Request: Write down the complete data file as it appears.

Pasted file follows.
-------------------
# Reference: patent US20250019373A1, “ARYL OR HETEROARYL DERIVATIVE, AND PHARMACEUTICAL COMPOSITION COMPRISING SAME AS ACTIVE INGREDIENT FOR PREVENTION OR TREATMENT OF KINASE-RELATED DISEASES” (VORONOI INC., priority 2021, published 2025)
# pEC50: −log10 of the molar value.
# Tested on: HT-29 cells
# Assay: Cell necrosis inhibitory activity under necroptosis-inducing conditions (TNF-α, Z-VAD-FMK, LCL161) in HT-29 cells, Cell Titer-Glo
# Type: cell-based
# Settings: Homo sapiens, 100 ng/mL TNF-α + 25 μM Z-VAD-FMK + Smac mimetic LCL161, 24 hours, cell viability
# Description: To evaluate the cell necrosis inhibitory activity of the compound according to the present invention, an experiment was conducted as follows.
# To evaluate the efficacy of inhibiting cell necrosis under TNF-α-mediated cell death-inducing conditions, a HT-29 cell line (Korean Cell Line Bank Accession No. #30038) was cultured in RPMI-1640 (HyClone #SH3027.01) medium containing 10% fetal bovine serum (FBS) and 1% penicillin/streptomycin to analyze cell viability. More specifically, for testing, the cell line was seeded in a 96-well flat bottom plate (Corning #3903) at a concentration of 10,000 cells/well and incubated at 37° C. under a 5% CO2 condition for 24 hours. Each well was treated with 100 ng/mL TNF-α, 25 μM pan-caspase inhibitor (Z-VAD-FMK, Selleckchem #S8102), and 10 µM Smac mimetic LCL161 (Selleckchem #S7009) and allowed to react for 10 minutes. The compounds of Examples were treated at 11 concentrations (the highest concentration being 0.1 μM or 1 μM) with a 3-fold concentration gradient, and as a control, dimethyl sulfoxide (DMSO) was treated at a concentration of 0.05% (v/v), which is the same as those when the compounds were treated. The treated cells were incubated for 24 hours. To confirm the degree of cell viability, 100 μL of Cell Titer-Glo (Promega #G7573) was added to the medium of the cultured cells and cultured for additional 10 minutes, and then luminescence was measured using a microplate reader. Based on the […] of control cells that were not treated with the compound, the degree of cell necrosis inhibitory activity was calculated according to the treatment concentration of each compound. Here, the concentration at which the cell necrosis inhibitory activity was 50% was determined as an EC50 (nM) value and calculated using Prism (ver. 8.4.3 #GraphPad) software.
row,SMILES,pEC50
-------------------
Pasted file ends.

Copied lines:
# Reference: patent US20250019373A1, “ARYL OR HETEROARYL DERIVATIVE, AND PHARMACEUTICAL COMPOSITION COMPRISING SAME AS ACTIVE INGREDIENT FOR PREVENTION OR TREATMENT OF KINASE-RELATED DISEASES” (VORONOI INC., priority 2021, published 2025)
# pEC50: −log10 of the molar value.
# Tested on: HT-29 cells
# Assay: Cell necrosis inhibitory activity under necroptosis-inducing conditions (TNF-α, Z-VAD-FMK, LCL161) in HT-29 cells, Cell Titer-Glo
# Type: cell-based
# Settings: Homo sapiens, 100 ng/mL TNF-α + 25 μM Z-VAD-FMK + Smac mimetic LCL161, 24 hours, cell viability
# Description: To evaluate the cell necrosis inhibitory activity of the compound according to the present invention, an experiment was conducted as follows.
# To evaluate the efficacy of inhibiting cell necrosis under TNF-α-mediated cell death-inducing conditions, a HT-29 cell line (Korean Cell Line Bank Accession No. #30038) was cultured in RPMI-1640 (HyClone #SH3027.01) medium containing 10% fetal bovine serum (FBS) and 1% penicillin/streptomycin to analyze cell viability. More specifically, for testing, the cell line was seeded in a 96-well flat bottom plate (Corning #3903) at a concentration of 10,000 cells/well and incubated at 37° C. under a 5% CO2 condition for 24 hours. Each well was treated with 100 ng/mL TNF-α, 25 μM pan-caspase inhibitor (Z-VAD-FMK, Selleckchem #S8102), and 10 µM Smac mimetic LCL161 (Selleckchem #S7009) and allowed to react for 10 minutes. The compounds of Examples were treated at 11 concentrations (the highest concentration being 0.1 μM or 1 μM) with a 3-fold concentration gradient, and as a control, dimethyl sulfoxide (DMSO) was treated at a concentration of 0.05% (v/v), which is the same as those when the compounds were treated. The treated cells were incubated for 24 hours. To confirm the degree of cell viability, 100 μL of Cell Titer-Glo (Promega #G7573) was added to the medium of the cultured cells and cultured for additional 10 minutes, and then luminescence was measured using a microplate reader. Based on the […] of control cells that were not treated with the compound, the degree of cell necrosis inhibitory activity was calculated according to the treatment concentration of each compound. Here, the concentration at which the cell necrosis inhibitory activity was 50% was determined as an EC50 (nM) value and calculated using Prism (ver. 8.4.3 #GraphPad) software.
row,SMILES,pEC50